During your appointment, your dermatologist might ask for your symptoms and which parts of the body has been affected. They may also ask you how long you’ve been experiencing symptoms. Additionally, they can also ask to see the parts of the body that’s been affected and/or inspect the parts of the skin that’s been affected. Typically, a dermatologist can tell if you have psoriasis without a lot of extensive testing or taking samples. However, they may ask to do testing just to be sure you don’t have something else.

Getting Treated

As mentioned previously, there is unfortunately no cure. There are, however, plenty of treatments that can help you manage the skin condition and even allow you to go into remission for a period of time. After your initial appointment, your dermatologist might prescribe topical ointments to treat your psoriasis based on how severe your symptoms are. Throughout the course of your treatment, you may also want to talk to your dermatologist about other kinds of treatment, like phototherapy. It is important to remember to always talk to your dermatologist before switching treatments or trying alternative treatments. Having good communication with your dermatologist is one of the best ways to ensure that your psoriasis is being treated and managed well.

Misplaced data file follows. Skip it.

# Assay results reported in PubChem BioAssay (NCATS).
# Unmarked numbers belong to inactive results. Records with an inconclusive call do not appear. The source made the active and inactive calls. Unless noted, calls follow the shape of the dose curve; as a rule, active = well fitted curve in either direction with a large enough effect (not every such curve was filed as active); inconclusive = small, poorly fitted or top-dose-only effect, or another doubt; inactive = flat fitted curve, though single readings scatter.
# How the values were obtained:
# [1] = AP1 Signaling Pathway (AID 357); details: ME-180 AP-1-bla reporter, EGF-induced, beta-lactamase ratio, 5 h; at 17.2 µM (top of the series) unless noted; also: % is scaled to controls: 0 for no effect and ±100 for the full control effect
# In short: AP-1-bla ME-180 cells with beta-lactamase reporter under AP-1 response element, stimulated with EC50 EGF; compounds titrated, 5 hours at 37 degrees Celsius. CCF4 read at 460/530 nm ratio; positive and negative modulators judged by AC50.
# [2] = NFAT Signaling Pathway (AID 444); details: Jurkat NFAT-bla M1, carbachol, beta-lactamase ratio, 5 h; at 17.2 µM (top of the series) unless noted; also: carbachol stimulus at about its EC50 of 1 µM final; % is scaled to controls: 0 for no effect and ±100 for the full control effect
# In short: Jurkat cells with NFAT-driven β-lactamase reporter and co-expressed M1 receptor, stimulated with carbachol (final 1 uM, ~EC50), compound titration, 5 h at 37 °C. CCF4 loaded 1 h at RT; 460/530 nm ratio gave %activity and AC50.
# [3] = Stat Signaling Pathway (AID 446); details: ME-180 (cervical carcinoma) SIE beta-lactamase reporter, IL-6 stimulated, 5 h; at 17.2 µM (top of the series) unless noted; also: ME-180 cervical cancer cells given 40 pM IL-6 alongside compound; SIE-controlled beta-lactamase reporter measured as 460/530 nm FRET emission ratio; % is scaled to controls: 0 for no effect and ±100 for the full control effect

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5 Ways to Manage Plaque Psoriasis

Plaque Psoriasis

Plaque psoriasis is a chronic skin condition. The condition is characterized by large patches of the skin that is silver-white and scaly. The patches are typically red and raised. The elbows, knees, scalp, and lower back are the most commonly affected areas.

Because of the physical appearance of the condition, it can be embarrassing to live with. Besides treatments, there are a number of things a person can do to help manage and deal with the symptoms of plaque psoriasis. Below are some ways someone with plaque psoriasis can calm flare-ups, remove scales, and soothe itchiness and/or inflammation.